The National Science Foundation has named UCSB and UCLA joint partners in a $23.7 million collaboration to develop new sustainable polymers.
The collaboration, announced Wednesday, is known as the BioPolymers, Automated Cellular Infrastructure, Flow, and Integrated Chemistry: Materials Innovation Platform, or BioPACIFIC MIP.
Part of the NSF Materials Innovation Platforms Program, the five-year collaboration was created in an effort to reduce the environmental impact of plastics by developing new bio-based, high-performance alternatives to petroleum-based polymers.
“People have been wanting to move toward sustainable, bio-based polymer materials, but it’s really challenging to move away from petroleum-based ones, which we already know how to engineer into high-performance materials,” Dr. Javier Read de Alaniz, a UCSB professor of chemistry and BioPACIFIC MIP co-PI, said in a statement. “The Holy Grail question is how do we engineer high-performance bio-based materials? That hasn’t been identified yet. That is our goal.”
BioPACIFIC MIP will include 13 faculty and affiliates from UCSB and seven from UCLA and is only one of two MIPs awarded this year. The other being GlycoMIP led by Virgnia Tech and the University of Georgia.
“We aim for BioPACIFIC to provide users from an extensive array of academic and industry partners with the tools and technology guidance needed to make new breakthroughs in the area of biomaterial synthesis, even if they themselves do not have the necessary expertise,” Dr. Tal Margalith, executive director of BioPACIFIC MIP, said in a statement.
By identifying microorganisms that can be used as biological “factories,” BioPACIFIC MIP will work to generate the building blocks of bio-based plastics that will be superior to petroleum-based materials.
“Nature has an expansive range of functional building blocks, and we now know it’s possible to synthesize them into better macro-materials, like polymers,” Dr. Read de Alaniz said in a statement. “We will be extracting blocks from nature that you can’t access in any other way and then using synthetic routes to combine them into materials that have properties that don’t currently exist.”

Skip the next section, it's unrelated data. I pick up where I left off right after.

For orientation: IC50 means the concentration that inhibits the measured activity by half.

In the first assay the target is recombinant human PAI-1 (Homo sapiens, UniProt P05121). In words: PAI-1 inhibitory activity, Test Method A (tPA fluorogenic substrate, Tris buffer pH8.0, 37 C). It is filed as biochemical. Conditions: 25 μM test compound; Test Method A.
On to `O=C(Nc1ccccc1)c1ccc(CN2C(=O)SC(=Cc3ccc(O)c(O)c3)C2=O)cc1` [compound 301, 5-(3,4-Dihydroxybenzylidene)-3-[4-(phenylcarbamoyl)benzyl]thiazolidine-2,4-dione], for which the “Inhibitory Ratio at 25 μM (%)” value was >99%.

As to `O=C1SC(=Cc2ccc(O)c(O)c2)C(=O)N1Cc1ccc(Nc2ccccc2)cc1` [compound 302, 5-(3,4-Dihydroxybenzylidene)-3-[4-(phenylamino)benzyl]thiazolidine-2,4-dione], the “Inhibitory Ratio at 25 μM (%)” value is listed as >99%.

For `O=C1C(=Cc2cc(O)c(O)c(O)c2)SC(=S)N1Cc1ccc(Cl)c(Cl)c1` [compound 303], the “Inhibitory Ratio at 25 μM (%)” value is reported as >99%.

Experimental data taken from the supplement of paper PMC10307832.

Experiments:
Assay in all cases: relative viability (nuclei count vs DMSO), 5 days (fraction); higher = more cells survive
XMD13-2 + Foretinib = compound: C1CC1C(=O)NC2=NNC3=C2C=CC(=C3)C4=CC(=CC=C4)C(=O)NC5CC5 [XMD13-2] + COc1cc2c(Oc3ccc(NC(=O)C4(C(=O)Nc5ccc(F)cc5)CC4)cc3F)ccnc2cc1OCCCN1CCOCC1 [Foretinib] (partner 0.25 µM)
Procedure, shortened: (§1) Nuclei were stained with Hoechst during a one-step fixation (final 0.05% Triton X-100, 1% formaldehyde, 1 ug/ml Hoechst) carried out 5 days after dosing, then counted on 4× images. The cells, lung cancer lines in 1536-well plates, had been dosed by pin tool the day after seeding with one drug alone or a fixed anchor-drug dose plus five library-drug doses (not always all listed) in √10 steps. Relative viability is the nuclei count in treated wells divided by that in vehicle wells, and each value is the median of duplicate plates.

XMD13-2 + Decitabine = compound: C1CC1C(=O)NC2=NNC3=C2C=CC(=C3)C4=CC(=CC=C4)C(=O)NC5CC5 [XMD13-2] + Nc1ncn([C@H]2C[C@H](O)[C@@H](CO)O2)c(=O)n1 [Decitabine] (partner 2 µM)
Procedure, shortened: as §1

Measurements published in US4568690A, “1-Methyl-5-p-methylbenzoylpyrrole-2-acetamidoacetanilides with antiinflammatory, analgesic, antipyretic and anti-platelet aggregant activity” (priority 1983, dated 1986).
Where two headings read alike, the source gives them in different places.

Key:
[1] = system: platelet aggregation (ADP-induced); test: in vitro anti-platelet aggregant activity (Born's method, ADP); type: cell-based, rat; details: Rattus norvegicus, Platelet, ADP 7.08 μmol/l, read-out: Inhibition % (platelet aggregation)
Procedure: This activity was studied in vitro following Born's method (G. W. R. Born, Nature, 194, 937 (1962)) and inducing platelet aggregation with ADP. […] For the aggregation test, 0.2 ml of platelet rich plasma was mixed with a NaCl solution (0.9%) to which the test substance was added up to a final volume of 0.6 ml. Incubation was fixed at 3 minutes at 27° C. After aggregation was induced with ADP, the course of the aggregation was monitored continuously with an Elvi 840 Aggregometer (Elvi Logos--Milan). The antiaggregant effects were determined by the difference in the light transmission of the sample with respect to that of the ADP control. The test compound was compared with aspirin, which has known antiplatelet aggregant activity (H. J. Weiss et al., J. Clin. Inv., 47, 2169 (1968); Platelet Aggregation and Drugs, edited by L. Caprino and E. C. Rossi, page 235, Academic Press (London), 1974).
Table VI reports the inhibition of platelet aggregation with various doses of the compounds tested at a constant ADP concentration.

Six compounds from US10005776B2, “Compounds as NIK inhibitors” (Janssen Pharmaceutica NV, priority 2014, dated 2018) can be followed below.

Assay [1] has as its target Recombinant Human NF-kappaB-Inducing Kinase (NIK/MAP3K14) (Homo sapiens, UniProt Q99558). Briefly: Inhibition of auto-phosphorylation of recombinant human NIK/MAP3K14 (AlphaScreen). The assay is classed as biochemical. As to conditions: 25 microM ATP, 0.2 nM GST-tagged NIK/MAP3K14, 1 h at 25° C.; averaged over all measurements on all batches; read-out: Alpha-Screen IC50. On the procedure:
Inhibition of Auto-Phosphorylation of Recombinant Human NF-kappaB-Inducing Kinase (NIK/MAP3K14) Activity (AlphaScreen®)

The release states that experts in biosynthesis, polymerization technology, material characterization, and polymer physics and simulation will work closely to change how yeast, fungi and bacteria use their biological factories to generate these building blocks. While they do so, they will have access to state-of-the-art fabrication, characterization and screening tools at both UCSB and UCLA.
Since 2000, UCSB and UCLA have been partners in the California Nanosystems Institute, which aims to leverage public and private investment for nanoscience research at the interface between disciplines, translate discoveries into knowledge-driven commercial enterprises, and educate the next generation of scientists engineers. Dr. Read de Alaniz serves as the associate director of the CNSI at UCSB.
In addition to creating high-performance alternatives to petroleum-based polymers, Dr. Margalith told the News-Press he expects BioPACIFIC MIP will create more opportunities for local startup companies within the industry, because they already have all the facilities necessary. He hopes it will also lead to more technology and jobs in the area.
“It’s sort of a double mission in delivering something really practical and delivering science,” Dr. Margalith said.
For more information about BioPACIFIC MIP visit biopacificmip.org.